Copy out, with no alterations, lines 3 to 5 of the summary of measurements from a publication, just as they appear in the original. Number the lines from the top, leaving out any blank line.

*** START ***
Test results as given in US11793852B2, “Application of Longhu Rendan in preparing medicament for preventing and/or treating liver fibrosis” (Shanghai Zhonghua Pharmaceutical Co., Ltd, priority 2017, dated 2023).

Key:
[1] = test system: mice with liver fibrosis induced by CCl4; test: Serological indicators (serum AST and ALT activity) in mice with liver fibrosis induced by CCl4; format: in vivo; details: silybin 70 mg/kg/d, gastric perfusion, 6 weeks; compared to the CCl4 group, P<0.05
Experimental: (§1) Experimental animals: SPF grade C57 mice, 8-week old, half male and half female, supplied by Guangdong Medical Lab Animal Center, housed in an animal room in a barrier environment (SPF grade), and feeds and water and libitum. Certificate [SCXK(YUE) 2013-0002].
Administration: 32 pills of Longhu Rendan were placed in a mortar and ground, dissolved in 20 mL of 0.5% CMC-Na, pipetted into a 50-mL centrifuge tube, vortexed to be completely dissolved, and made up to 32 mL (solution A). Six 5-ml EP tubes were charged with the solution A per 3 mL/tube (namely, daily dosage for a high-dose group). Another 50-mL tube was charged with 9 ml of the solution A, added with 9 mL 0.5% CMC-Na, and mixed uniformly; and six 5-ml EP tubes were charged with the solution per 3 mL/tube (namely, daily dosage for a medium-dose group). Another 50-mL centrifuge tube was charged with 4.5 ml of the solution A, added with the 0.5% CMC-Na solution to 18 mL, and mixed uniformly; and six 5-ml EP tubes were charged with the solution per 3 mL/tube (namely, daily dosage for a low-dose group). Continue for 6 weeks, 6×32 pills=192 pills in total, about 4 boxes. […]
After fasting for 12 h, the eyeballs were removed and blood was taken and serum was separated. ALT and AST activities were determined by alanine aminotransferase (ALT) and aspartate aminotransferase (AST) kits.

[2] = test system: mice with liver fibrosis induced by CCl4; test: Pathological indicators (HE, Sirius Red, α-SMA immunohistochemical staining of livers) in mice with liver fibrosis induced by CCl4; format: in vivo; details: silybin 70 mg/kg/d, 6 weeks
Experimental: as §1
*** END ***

[1] = test system: mice with liver fibrosis induced by CCl4; test: Serological indicators (serum AST and ALT activity) in mice with liver fibrosis induced by CCl4; format: in vivo; details: silybin 70 mg/kg/d, gastric perfusion, 6 weeks; compared to the CCl4 group, P<0.05
Experimental: (§1) Experimental animals: SPF grade C57 mice, 8-week old, half male and half female, supplied by Guangdong Medical Lab Animal Center, housed in an animal room in a barrier environment (SPF grade), and feeds and water and libitum. Certificate [SCXK(YUE) 2013-0002].
Administration: 32 pills of Longhu Rendan were placed in a mortar and ground, dissolved in 20 mL of 0.5% CMC-Na, pipetted into a 50-mL centrifuge tube, vortexed to be completely dissolved, and made up to 32 mL (solution A). Six 5-ml EP tubes were charged with the solution A per 3 mL/tube (namely, daily dosage for a high-dose group). Another 50-mL tube was charged with 9 ml of the solution A, added with 9 mL 0.5% CMC-Na, and mixed uniformly; and six 5-ml EP tubes were charged with the solution per 3 mL/tube (namely, daily dosage for a medium-dose group). Another 50-mL centrifuge tube was charged with 4.5 ml of the solution A, added with the 0.5% CMC-Na solution to 18 mL, and mixed uniformly; and six 5-ml EP tubes were charged with the solution per 3 mL/tube (namely, daily dosage for a low-dose group). Continue for 6 weeks, 6×32 pills=192 pills in total, about 4 boxes. […]